Campbell sisters power Australia to swimming world record

GOLD COAST, Australia (Reuters) - Cate Campbell powered Australia to a world record in the women’s 4x100m freestyle relay at the Gold Coast Commonwealth Games on Thursday, demonstrating that her year off to recover mentally from a disappointing Rio Olympics had worked wonders.

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Campbell anchored the Australian quartet, which also included her sister Bronte, Shayna Jack and Emma McKeon, to clock three minutes, 30.05 seconds and beat their previous record of 3:30.65 from the Rio Olympics.

Canada finished second, with England third.

It was a satisfying return for Campbell, who had been a hot favourite to win gold in both the 50m and 100m freestyle at the Rio Games, but finished outside the medals in both.

Calling her 100m freestyle loss “the greatest choke in Olympic history”, she stepped away from competition in 2017 to refresh and returned at the Australian nationals last month.

“To come back from a year off and to be part of something where you’re the best in the world is a pretty special moment,” she told reporters.

“I’m going to make sure I stop and take a couple of breaths to take in how special this moment is because not many people get to experience it.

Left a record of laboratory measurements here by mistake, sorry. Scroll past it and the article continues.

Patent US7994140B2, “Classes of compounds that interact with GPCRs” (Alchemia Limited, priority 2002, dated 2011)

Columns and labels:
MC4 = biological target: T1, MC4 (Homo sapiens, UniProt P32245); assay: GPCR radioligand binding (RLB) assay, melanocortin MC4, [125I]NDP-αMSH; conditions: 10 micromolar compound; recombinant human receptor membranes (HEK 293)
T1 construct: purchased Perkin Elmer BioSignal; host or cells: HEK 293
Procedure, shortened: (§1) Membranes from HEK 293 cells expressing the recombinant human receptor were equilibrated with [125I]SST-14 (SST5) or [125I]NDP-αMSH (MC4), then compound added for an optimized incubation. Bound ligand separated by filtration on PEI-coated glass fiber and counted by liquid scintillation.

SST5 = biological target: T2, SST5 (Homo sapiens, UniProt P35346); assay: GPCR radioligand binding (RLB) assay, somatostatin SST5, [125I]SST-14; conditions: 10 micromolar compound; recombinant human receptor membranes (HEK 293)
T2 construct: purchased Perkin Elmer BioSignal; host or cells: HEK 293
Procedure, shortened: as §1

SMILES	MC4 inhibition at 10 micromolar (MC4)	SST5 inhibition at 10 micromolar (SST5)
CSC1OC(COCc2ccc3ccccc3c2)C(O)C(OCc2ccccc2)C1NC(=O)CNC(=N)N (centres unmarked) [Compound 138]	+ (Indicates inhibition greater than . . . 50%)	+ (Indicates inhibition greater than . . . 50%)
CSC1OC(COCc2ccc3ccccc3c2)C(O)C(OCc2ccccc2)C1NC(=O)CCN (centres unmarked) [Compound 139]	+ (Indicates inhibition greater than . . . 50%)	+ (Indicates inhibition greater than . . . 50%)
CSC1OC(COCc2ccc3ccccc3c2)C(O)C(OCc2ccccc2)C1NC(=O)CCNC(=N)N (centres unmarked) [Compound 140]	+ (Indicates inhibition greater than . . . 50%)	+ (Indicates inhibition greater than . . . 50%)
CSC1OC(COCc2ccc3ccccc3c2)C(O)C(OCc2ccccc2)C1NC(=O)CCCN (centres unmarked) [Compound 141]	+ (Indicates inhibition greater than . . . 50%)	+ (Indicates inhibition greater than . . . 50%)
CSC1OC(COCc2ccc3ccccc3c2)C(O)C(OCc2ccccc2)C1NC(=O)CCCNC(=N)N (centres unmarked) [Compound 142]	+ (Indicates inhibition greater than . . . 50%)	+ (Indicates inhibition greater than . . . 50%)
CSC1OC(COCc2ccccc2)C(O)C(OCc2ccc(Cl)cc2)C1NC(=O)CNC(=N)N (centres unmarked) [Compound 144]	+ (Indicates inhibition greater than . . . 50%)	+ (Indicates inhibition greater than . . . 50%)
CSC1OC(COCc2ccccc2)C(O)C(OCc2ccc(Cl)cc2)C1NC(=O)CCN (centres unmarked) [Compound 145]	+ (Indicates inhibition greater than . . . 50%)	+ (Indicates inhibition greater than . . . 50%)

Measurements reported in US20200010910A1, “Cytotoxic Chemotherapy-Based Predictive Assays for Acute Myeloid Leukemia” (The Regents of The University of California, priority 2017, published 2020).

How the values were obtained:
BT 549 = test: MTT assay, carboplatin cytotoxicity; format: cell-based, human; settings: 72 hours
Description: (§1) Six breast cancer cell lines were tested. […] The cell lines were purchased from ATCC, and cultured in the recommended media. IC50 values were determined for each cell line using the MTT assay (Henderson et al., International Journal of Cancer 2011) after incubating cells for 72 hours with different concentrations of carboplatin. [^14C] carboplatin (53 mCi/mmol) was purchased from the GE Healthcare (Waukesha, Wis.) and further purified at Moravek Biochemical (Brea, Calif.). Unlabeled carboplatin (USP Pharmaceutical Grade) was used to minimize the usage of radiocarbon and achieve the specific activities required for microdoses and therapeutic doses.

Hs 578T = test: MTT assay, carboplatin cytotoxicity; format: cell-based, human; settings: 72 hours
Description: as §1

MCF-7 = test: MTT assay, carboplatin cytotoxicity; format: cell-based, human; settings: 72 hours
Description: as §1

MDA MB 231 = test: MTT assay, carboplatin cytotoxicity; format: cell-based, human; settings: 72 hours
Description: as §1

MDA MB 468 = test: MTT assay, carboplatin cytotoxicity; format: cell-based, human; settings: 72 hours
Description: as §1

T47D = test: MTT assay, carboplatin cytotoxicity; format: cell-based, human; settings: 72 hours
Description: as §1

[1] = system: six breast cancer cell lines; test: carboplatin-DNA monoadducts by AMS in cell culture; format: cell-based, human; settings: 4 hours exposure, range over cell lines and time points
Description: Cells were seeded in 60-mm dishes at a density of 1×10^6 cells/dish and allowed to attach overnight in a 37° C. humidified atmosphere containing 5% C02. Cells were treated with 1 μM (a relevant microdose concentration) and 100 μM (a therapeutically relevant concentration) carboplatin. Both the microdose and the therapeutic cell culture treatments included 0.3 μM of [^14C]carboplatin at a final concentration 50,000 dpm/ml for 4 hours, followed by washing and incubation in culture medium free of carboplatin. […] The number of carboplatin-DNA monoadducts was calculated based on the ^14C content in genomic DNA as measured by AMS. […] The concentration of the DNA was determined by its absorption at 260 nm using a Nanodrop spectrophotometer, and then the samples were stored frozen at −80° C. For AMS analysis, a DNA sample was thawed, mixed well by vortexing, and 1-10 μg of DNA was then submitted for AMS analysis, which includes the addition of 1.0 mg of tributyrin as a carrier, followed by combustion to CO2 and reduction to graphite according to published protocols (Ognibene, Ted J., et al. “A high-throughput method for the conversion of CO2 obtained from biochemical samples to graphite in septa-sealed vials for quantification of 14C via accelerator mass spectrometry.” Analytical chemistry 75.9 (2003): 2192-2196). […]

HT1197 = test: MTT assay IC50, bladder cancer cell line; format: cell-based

“This is the stuff of dreams and to have that in reality is something I’d never take for granted again.”

The Australians, who had won the title at the last six Games, were facing arguably their biggest threat in a Commonwealth final since they were beaten by England at the Victoria Games in 1994.

The Canadians had a strong back end to their team with Olympic 100m champion Penny Oleksiak swimming the third leg before handing over to Taylor Ruck, fresh from winning the 200 freestyle gold.

While Canada’s Alexia Zevnik had given her team a flying start, Bronte Campbell took over the race for the host nation and then McKeon, who had already swum two individual races, got them within sight of the world record as she destroyed Oleksiak by 1.34 seconds on the third leg.

Cate Campbell, whose tempo seemed to increase with the decibels as the 10,000-strong crowd willed her to the world record, then produced a flying final leg of 51.00 seconds.

“It’s the first time I think I’ve heard the crowd while I’m swimming,” she added. “I could hear them roaring as I was coming down the last 25m.

“I thought, ‘someone must be doing something special here’ and I thought we were being caught, but it was us breaking the world record.

“I think that was really incredible.”

Reporting by Greg Stutchbury; Editing by Toby Davis